Brown Shrike

Brown Shrike

Sai Kung
Swarovski 80 HD STS, 30x-eyepiece, Ricoh GXR, 24-72mm Zoom Lens
IS0 100








I'm afraid but to conclude that the Brown Shrike you've photoed is an escape/released bird.
The tail and primary tips are badly damaged and must have lost some of its retrices. See
also its back, wing coverts and breast feathers, all ruffled to an amazing degree!

I do hope its instinct or fellow birds might help him back to its home and survive!

S L Tai


I have no idea but I incline not to agree with you on that for the following reasons:
a) the bird was probably renewing the feather as it persistently picked at its plumage while perching;
b) I got the shots taken in Lion Nature Education Centre;
c) Some of the passers-by said this shrike had been there for over a month;
d) This shrike was pretty skilled preying on insects, scavenging littered food and looking for earthworms;
e) It was not easily intimidated by passers-by in the park; and
f) I also saw the brown shrike frequenting LNEC last year around this time.


Dear Pete

Different Brown Shrikes might have been at the same location. If you're right, the bird then possibly
been unnaturally harassed.

Another possibility is that it has taken a 'stormy' and long bath that it subsequently gets such
a 'wet' and ruffled look.

Anyhow, Paul Leader may help to settle the case in question.

I'm a learner, a keen one and having been trying myself to be objective, though knowledge-wise sometimes
in want.

S L Tai


I can see Mr Tai's argument for this being an ex-captive bird. The plumage looks in very bad condition in this set of photos, including considerable damage to the tail and primaries. Some of the arguments put forward by Pete could also arguably support this - a long-staying individual which is not afraid of human disturbance.

Having said that, I assume that this is in fact the individual which has been present at sai Kung for most of the winter, and photographed regularly. See the photos in this post from November, and note the pattern of grey feathers on the forehead compared to the recent photos: ... &extra=page%3D1

If this is the same bird, I think it must be a wild individual, as the plumage condition is perfect on the earliest photos. It is currently in moult of the wings, tail and body (note the new inner primaries and inner tail feathers), presumably in preparation for migration. I have noticed moult in late winter on other overwintering Brown Shrikes, but don't remember it being this drastic! The apparently poor plumage condition may also be exaggerated by the bird being wet or perhaps also by it having survived an attack by a predator. Photos taken a couple of weeks ago show it starting to look scruffy: ... &extra=page%3D1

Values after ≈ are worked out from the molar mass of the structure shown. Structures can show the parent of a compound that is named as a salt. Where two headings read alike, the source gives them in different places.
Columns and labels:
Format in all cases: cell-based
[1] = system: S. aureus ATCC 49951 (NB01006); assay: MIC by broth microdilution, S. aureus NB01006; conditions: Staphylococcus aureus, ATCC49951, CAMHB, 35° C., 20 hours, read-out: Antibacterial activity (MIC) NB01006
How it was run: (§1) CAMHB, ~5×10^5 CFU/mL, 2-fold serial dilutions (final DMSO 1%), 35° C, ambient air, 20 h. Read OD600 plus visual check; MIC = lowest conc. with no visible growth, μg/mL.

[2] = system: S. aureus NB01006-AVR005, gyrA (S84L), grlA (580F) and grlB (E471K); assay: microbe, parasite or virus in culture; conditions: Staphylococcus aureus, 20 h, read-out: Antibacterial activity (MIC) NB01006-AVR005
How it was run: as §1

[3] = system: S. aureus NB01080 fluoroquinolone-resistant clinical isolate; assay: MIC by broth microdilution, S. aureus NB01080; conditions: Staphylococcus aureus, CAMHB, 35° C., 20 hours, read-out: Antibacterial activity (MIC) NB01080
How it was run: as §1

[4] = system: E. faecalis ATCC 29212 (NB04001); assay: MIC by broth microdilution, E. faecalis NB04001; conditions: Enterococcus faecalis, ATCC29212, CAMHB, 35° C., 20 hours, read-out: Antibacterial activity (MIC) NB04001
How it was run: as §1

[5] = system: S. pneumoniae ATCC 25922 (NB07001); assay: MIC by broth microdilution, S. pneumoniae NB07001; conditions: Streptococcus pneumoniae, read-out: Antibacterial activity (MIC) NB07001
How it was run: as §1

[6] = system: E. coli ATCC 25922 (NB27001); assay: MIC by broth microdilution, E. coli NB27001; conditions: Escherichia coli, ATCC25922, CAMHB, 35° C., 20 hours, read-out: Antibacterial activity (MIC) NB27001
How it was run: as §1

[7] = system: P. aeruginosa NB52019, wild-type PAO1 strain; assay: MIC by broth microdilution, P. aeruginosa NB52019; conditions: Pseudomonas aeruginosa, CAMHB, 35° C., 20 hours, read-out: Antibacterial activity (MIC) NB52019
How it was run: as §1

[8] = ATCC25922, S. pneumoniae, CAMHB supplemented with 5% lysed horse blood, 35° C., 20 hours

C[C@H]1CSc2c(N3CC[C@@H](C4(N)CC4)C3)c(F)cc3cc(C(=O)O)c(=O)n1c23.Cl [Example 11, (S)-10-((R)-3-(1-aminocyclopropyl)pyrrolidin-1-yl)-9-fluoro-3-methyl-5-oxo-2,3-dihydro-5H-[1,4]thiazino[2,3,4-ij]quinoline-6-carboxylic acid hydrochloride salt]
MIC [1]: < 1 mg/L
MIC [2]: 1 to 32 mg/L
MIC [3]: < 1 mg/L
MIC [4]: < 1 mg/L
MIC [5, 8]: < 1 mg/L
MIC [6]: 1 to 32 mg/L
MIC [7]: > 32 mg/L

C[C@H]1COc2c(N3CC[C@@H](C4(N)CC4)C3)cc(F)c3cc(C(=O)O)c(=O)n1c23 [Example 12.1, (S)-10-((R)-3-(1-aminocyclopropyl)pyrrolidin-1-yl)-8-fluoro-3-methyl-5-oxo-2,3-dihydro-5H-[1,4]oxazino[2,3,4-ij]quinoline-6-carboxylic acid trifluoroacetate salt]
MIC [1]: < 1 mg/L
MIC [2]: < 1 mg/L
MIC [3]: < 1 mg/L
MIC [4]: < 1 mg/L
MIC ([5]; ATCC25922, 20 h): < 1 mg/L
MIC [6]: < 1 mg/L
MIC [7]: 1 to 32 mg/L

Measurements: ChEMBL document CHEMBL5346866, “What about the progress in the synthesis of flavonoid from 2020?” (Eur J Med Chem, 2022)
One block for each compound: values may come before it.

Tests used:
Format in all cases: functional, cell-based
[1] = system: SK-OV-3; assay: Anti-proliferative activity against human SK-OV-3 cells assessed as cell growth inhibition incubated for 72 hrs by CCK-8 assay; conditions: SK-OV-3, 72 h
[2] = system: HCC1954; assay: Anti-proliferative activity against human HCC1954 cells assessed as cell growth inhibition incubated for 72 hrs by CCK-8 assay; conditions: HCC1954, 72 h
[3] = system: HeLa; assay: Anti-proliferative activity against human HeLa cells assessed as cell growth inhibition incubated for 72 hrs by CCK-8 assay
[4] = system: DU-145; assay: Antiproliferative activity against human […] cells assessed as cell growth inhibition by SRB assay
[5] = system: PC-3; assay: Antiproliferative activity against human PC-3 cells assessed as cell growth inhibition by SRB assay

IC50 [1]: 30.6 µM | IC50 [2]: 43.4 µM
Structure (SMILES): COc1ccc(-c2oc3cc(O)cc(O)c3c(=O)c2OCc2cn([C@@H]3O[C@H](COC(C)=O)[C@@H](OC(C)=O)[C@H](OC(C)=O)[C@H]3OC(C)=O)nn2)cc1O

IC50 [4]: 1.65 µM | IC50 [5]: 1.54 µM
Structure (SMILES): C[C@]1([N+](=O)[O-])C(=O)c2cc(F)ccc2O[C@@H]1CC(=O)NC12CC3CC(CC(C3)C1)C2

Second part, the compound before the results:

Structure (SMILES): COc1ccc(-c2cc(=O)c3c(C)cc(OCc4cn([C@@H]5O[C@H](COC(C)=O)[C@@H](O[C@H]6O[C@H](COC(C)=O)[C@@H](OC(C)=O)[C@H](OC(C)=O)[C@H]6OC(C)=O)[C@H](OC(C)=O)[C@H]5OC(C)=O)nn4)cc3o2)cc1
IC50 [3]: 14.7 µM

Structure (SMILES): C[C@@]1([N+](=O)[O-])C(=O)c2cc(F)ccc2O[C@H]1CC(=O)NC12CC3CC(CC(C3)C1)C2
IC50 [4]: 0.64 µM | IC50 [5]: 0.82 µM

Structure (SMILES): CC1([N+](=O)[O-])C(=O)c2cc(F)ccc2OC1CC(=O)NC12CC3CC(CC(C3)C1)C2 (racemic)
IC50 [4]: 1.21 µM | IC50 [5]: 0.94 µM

If this is indeed a wild bird, it is a good cautionary tale about determining the origin of an individual based only on one set of photos!



I'm glad you play the role of a wild/captive bird judge fairly.

I also noticed the tail feathers of some much shorter than fully grown, indicating
that they are growing. The spring time for a wintering bird also sprang to my mind having
the edge of moulting fully ready before its long journey to the north.

But the points raised by Pete that the bird is approachable, showing its naturally abilities
to prey on worms on the ground and pluming its own body are instinctive for all birds for the
latter two reasons, albeit wild or captive. They are defences easily taken up to be thrown back upon him!

This bird, in case it be the same photoed by quite a  number of other photographers is a fact
also known to me as one of them Joey Lam is my friend.

Anyhow, the Brown Shrike must be once wild and as a species naturally occurring in Hong Kong
is beyond dispute. I've never doubted or wanted to repudiated these facts. Therefore kindly
take my previous and present presentations as a suggestion and everybody will be happy to close this
particular forum with arguments on both sides duly weighted.

S L Tai